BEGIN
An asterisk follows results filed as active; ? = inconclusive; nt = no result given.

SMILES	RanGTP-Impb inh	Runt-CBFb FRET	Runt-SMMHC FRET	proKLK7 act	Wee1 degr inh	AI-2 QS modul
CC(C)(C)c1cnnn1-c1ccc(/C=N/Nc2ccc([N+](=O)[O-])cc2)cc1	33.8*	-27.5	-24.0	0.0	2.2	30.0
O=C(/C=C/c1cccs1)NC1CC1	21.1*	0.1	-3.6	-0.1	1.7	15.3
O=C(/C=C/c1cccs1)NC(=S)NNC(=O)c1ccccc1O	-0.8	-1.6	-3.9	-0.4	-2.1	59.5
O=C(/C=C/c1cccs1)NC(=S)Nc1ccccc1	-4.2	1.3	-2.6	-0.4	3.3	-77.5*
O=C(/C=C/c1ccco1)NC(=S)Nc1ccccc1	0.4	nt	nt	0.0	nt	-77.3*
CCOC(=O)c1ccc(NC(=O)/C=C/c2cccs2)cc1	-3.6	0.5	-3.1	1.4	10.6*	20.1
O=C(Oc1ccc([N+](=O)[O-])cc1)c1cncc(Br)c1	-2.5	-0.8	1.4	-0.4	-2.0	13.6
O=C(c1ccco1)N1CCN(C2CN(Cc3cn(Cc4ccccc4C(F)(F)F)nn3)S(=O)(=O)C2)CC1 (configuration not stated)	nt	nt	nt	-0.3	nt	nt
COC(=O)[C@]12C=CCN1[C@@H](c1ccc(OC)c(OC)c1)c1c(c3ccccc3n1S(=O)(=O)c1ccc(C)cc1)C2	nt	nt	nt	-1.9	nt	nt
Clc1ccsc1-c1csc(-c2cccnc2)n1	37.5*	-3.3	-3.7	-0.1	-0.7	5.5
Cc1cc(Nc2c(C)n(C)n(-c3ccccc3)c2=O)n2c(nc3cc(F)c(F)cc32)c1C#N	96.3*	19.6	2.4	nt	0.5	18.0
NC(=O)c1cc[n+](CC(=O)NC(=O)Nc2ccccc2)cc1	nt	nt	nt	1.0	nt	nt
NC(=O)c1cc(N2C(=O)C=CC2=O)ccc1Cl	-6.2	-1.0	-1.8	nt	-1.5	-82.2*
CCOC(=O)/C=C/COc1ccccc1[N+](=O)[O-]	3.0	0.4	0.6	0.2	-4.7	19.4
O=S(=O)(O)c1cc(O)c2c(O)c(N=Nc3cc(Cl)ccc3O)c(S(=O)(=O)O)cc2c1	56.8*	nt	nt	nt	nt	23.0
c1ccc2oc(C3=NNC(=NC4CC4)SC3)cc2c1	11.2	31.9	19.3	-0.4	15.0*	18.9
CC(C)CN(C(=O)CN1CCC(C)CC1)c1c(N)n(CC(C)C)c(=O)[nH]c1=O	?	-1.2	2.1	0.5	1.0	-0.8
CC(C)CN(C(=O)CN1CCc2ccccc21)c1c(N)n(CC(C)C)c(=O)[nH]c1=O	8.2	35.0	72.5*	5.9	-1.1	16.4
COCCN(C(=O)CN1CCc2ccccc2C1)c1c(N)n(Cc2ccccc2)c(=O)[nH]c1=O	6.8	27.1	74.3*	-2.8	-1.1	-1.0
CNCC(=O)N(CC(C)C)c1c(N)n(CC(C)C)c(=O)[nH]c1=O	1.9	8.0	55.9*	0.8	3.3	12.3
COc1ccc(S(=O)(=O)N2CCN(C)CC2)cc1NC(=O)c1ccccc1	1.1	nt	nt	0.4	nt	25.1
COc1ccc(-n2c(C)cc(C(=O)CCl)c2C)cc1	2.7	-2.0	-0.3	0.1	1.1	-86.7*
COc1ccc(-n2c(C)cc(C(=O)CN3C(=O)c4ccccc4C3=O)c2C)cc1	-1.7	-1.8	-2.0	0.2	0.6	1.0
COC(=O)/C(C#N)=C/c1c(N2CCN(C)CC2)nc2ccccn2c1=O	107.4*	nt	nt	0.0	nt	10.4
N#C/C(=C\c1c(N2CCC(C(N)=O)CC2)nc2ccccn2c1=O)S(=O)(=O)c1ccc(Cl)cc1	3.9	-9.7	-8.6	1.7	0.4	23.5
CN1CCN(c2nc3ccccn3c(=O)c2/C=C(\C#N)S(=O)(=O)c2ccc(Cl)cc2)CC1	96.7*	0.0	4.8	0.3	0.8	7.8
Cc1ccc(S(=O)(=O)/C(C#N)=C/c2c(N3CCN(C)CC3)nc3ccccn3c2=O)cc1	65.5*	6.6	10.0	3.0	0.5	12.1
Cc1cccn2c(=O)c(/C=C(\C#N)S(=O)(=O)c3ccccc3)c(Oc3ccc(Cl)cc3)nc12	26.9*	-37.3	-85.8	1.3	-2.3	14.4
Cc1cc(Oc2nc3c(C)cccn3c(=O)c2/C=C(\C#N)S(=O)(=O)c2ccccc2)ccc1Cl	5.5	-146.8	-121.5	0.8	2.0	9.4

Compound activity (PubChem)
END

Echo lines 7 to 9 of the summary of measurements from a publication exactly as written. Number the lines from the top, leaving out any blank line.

O=C(/C=C/c1ccco1)NC(=S)Nc1ccccc1	0.4	nt	nt	0.0	nt	-77.3*
CCOC(=O)c1ccc(NC(=O)/C=C/c2cccs2)cc1	-3.6	0.5	-3.1	1.4	10.6*	20.1
O=C(Oc1ccc([N+](=O)[O-])cc1)c1cncc(Br)c1	-2.5	-0.8	1.4	-0.4	-2.0	13.6